I always wanted to fly; so that way when things got real bad I could just push open my windows, hop on the ledge, sprinkle on my fairy dust, think happy thoughts and fly off to Neverland with Peter Pan. But, this is reality and stuff like that never happens. I’d also have to have happy thoughts, and I can never think of none. I always pray that maybe Peter is out there, listening, and one day come whisk me away. ‘Cause I know somewhere fairy tales do come true, and I’ll get mine some day. Mama calls all my stories bottle dreams. She says I should put ’em in a bottle cause they ain’t never commin’ true. Maybe she’s right, but I still got hope.
“Evy, get your right side of a bottom down here before I pop it one good!”
“Uh oh.” I tried to figure out what I had done now to make Mama upset. But, most of the time I hadn’t done nothin’. She was just good and angry. I think it was ’cause Pop left her when she had me and Mary, that’s my twin. Now she’s just forever angry, but I dunno why, she met Donny. He took her in, even with two babies. Although, he’s awful angry too. I think their just mad at each other, ‘course didn’t stop ’em from having two kids.
I fumbled down the hall, going slow, to delay yellin’ as much as possible. It only takes about ten seconds to walk from our rooms to the main room, seein’ as our trailer’s ’bout as big as my two feet. There wasn’t much to delay. I approached the livin’ area, my mama was sittin’ on our couch eatin’ some chips and trying to tune into the one or two stations we could get on our little box of a TV.
“Evy where is Mary?” It wasn’t really a question. Mama didn’t ask questions. She just continued talking and you didn’t interrupt. “I haven’t seen her for hours. You need to get dinner cooked. Go and get her. If you aren’t back in five minutes, I’ll tan both your hides.” She didn’t look up from her television program. I walked away.
I was always getting the belt ’cause of Mary. She was a trouble maker. The trouble was, she always went out with out tellin’. Then I could never find her. I slipped on my sandals sittin’ by the door and went out to look for her. Her and the other trailer kids was always startin’ trouble out in the fields behind our park. Unless you liked sittin’ out on your plastic chair in some dirt and starin’ at neighbors there wasn’t nothin’ to do in the park. They usually stole fruit or was lettin’ the chickens loose.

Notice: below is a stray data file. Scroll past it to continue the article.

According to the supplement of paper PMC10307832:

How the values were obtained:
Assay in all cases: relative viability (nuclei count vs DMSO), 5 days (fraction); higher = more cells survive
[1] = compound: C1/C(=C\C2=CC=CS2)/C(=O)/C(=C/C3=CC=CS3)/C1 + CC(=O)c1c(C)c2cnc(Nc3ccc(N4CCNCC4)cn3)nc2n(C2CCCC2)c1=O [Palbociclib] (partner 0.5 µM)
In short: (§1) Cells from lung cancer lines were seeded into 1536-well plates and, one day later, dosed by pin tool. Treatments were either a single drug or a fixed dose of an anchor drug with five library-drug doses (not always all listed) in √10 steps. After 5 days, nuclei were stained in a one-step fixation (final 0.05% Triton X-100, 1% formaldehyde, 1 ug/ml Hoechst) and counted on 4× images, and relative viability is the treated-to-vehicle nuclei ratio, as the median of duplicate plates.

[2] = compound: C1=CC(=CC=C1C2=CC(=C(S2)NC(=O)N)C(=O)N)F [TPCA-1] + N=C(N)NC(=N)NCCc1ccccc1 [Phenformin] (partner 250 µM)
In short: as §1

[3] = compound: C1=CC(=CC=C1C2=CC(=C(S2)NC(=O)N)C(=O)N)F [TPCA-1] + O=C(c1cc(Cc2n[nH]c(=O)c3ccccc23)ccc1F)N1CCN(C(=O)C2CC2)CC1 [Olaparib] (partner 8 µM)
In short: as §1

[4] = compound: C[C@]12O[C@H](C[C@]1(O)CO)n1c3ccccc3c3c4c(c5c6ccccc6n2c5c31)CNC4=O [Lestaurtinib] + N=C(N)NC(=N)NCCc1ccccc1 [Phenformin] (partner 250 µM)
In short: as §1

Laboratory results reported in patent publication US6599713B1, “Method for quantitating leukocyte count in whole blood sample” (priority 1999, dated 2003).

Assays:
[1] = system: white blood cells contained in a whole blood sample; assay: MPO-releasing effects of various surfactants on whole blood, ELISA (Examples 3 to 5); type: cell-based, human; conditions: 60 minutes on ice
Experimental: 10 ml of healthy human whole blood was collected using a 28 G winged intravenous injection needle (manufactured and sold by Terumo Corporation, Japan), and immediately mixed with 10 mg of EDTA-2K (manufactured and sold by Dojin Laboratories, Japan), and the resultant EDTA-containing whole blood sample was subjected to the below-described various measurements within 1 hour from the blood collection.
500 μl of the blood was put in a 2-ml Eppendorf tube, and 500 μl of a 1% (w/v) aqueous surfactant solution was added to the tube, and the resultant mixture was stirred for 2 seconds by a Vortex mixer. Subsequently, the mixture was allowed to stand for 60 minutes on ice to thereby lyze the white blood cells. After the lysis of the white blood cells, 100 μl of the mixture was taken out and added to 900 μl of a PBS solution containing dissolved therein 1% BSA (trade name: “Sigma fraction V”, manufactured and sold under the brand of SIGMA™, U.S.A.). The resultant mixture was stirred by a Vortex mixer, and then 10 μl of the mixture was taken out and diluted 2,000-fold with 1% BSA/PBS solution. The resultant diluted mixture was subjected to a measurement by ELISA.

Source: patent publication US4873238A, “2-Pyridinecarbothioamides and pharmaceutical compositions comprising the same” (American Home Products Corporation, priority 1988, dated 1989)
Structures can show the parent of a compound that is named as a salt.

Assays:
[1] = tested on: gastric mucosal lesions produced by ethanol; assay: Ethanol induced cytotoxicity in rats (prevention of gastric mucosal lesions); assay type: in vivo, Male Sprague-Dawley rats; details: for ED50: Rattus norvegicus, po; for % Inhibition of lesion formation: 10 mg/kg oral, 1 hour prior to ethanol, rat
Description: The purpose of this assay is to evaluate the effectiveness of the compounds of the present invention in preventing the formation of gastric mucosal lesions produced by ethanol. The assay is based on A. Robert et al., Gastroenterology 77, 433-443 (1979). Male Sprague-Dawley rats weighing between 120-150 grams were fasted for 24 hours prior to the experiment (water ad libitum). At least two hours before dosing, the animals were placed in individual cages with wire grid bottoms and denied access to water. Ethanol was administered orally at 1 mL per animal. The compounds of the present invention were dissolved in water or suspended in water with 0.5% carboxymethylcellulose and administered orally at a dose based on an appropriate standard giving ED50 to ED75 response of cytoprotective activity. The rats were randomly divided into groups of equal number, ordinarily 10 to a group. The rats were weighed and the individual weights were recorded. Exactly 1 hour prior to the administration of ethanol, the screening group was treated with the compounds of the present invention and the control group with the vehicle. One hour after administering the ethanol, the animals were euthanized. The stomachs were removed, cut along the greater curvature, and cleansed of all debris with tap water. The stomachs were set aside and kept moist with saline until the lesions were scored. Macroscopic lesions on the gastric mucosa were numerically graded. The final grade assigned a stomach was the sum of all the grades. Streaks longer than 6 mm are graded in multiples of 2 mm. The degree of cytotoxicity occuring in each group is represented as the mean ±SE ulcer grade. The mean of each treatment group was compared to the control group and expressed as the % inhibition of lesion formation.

I heard laughter commin’ from the wheat field. It was followed by snorting and the sounds of pounding hooves. “Perfect,” I thought, “They let loose the cows.” Mr. Parker, the farmer who grew wheat out in the far field also had four dairy cows that he kept. They must have been chasing them back through the fields. I followed the noises till I saw Mary with Willie, Karen, Leesy and trailin behind her was little Donny Jr. “Mary! Come on Mama wants you home now to make supper. And, Little Donny is with you, come on you know better.”
“We were just havin’ some fun, I’m commin’.” She said goodbye to our friends as they continued chasing the cows into the other fields.
“Mary you know better. I don’t care if you wanna get the daylights knocked out of you by one of the cows, but Donny Jr. is only five. He could get seriously hurt.” I eyed Donny Jr. as he followed us back to the trailer.
“Sorry. I didn’t know he was with me.”
“Don’t tell Mama. Don’t tell her what you was doin’ either. She already skinned us once this week. Plus, if Pop comes home from the bar tonight angry, you know we’ll get it anyway.”
She looked at me with her eyes. The way we did sometimes, understanding each other without talking. As we approached our trailer the wind picked up and the clouds covered the sun.
“I hope there ain’t no tornado.” chimed in Donny Jr.
“Don’t you worry. It ain’t the season. It’s just God talkin’. If you listen carefully you can hear him whisper in your ears,” Mary reassured him.